After the attempted coup in July 1971, Hassan II became suspicious of the Americans to the point that CIA agents in Morocco were unaware of the Green March project. A State Department document states that Henry Kissinger, the former United States Secretary of State, was certain that the king was planning an attack against the Sahara controlled at the time by the Spanish. Kissinger shared the information with the Spanish Minister of Foreign Affairs.
The CIA has been aware of King Hassan II’s plan to conduct a green March. That was revealed in previous documents declassified by the American government. However, another confidential document released by the State Department has been made public to confirm the same historical events. In a official paper entitled «Memorandum of Conversation» and issued on the 4th of October 1975 in Washington, Henry Kissinger, National Security Advisor at the time, and the Spanish Minister of Foreign Affairs, Pedro Cortina discussed the plans of the Moroccan sovereign.
In their meeting, Kissinger «revealed» to the Spanish senior official the intentions of King Hassan II stating that there will be «a possible Moroccan attack in the Sahara». Trusting his sources, the American advisor indicated that he urged «the King of Morocco not to do it, that is, not to do anything rash. We have warned him against it and have urged him to negotiate, just as I urge you to negotiate».
Cortina responded by saying that his country is «ready» and open for negotiations. However, he insisted that it was «important to maintain the form of a referendum on self-determination with guarantees to negotiate and to give satisfaction to the parties».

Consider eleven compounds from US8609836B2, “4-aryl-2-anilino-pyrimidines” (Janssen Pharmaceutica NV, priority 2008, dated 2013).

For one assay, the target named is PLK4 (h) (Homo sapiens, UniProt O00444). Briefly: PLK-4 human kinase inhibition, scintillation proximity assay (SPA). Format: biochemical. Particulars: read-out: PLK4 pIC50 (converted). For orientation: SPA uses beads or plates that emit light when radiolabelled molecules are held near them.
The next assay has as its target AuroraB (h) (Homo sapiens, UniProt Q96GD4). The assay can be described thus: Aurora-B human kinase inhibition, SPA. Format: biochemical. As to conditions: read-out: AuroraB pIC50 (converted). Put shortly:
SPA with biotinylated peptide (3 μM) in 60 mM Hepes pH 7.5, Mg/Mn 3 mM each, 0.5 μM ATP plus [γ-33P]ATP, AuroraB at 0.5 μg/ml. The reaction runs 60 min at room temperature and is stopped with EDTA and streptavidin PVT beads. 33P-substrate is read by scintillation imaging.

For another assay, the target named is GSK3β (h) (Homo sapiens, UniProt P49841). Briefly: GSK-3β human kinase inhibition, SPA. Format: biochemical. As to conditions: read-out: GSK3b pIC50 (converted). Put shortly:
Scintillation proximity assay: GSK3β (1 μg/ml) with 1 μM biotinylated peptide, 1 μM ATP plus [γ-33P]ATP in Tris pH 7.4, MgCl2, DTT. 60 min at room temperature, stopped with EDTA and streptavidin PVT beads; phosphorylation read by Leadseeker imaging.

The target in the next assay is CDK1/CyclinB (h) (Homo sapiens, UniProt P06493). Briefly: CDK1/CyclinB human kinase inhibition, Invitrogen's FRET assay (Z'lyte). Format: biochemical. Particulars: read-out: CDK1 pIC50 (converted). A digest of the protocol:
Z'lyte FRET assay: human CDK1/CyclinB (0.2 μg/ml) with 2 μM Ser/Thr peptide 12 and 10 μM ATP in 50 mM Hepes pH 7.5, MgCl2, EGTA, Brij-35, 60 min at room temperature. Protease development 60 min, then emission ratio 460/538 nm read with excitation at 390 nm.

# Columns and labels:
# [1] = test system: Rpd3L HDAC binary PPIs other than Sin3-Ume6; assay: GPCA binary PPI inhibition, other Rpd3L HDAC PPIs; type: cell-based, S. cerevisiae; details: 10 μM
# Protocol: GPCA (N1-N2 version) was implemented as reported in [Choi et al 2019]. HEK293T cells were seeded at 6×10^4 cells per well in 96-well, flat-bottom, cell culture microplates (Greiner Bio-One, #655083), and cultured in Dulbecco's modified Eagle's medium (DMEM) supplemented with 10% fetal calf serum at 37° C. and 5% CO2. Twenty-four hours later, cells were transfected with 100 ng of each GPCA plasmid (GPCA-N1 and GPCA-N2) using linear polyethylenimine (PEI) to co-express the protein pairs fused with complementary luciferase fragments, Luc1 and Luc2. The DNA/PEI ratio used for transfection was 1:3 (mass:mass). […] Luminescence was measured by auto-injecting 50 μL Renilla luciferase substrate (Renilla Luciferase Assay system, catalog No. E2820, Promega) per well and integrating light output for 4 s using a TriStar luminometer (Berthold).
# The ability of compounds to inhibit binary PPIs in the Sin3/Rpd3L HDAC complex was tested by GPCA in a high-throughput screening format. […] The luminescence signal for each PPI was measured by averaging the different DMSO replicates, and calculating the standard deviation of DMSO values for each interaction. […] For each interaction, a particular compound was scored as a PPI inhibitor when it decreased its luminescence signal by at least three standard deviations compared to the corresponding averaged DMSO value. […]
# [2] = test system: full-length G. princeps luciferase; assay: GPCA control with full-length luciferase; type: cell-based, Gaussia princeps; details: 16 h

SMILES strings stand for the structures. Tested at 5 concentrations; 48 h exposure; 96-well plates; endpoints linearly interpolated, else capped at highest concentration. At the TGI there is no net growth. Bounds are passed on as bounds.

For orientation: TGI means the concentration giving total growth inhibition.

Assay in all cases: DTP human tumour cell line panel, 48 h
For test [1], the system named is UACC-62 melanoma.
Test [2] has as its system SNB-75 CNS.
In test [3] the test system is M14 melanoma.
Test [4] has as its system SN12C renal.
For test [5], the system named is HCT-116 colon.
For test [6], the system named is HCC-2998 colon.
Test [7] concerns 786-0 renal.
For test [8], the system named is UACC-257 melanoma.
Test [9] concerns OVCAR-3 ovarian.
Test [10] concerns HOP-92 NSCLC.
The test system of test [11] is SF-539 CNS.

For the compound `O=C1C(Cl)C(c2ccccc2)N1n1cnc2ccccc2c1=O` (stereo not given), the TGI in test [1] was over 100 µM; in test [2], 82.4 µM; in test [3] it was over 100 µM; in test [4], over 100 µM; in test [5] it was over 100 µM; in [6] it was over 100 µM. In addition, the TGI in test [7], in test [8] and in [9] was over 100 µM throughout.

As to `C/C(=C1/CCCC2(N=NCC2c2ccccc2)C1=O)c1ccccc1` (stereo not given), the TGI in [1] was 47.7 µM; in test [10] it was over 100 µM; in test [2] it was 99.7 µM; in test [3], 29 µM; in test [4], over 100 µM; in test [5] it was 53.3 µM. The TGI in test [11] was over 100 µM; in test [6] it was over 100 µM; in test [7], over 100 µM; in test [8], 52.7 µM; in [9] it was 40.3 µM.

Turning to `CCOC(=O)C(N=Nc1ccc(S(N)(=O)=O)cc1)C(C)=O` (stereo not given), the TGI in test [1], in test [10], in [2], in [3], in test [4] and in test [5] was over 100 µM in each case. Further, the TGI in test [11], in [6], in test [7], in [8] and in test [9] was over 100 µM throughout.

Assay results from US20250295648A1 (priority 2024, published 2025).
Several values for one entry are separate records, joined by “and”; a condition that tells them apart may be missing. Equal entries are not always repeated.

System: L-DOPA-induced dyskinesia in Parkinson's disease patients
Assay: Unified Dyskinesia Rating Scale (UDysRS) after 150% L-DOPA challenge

«Self-determination does not mean independence, although that is one of the options included to give it credibility, but what the people of the area will be called on to do is to show their preference either for Morocco or for Mauritania.»
Blaming the Americans for helping Morocco
The Spanish Foreign Minister asked his host to put his cards on the table before revealing his plans stating that Morocco is intending to attack Algeria. «They can’t be that crazy», responded Kissinger.
Feeling that he was gaining some ascendancy over the American, Cortina accused the United States of handing weapons over to the Kingdom. According to the same source, he mentioned that the Soviet Union also provided Hassan II with weapons. «We have not given him many arms, about $20 million», argued Kissinger.
In fact, Pedro Cortina doubted Washington’s ability to make Hassan II stop his plans. «Facts will tell, and I would not want to anticipate, but I hope nothing happens because it would be very unfortunate», responded Cortina.
Henry Kissinger concluded the conversation by flattering Spain and its military force : «If he has to negotiate with you he will be lucky to keep Morocco».
For the record, relations between Morocco and the United States of America, headed by President Jimmy Carter at the time, have been through a series of ups and downs, especially between 1977 and 1981. In fact, Washington refused to grant Morocco OV 10 Bronco aircrafts and Cobra helicopters, which king Hassan II requested.
However, a week after Jimmy Carter's departure from the White House (January 20, 1981) Ronald Reagan, 40th U.S. President, authorized the delivery of weapons to the kingdom : six Bronco OV 10 aircrafts, 10 Cobra and Chinook helicopters and other military equipments were sent to Morocco. All for $ 232 million.
The sale was concluded due to the new political approach that was adopted by the Secretary of State, Alexander Haig. He had made a decision during his hearing in the Senate, insisting that the «settlement of the conflict» of the Sahara «caused great problems in Morocco». The Foreign Minister (22 January 1981-5 July 1982) also pointed at Algeria's support to the Polisario.